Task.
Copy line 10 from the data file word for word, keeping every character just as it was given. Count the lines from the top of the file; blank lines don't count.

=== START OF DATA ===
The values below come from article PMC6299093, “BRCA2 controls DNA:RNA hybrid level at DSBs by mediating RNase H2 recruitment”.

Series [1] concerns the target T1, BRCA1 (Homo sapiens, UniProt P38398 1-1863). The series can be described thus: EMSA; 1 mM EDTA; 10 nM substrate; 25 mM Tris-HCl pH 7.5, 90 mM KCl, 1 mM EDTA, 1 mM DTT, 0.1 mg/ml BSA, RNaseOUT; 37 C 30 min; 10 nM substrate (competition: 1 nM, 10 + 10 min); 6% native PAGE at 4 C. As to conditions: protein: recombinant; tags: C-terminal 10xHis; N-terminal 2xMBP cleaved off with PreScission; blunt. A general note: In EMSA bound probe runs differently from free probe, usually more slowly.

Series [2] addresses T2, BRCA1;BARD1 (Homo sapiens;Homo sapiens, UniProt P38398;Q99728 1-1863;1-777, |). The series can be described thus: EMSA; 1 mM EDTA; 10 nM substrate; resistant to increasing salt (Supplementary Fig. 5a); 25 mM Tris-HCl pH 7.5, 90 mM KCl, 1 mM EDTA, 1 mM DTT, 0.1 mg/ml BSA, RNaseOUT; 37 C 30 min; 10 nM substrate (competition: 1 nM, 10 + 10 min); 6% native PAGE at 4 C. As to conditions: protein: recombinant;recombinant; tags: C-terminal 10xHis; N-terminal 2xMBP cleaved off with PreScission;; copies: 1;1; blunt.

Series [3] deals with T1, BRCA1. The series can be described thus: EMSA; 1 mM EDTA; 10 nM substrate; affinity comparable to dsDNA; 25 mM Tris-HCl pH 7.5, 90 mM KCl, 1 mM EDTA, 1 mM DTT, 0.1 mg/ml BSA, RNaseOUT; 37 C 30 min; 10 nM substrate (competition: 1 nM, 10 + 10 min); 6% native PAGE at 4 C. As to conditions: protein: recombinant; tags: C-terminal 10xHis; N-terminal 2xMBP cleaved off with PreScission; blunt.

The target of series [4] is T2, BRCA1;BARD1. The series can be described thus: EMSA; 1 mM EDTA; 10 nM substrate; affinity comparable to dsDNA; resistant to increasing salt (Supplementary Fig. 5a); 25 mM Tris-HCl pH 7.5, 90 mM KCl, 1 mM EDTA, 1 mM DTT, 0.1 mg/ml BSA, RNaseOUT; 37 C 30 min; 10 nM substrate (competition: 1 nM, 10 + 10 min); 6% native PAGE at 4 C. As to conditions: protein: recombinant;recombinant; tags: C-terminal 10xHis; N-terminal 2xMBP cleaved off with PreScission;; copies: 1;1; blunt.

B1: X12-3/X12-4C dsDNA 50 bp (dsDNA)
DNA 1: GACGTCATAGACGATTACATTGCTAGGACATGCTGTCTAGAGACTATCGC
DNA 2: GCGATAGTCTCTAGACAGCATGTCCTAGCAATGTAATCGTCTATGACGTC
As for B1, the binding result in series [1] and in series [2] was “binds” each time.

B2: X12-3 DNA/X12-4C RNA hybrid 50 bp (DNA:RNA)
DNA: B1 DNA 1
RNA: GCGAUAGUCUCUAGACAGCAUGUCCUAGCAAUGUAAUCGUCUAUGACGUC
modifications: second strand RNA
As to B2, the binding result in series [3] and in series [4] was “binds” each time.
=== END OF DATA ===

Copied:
B2: X12-3 DNA/X12-4C RNA hybrid 50 bp (DNA:RNA)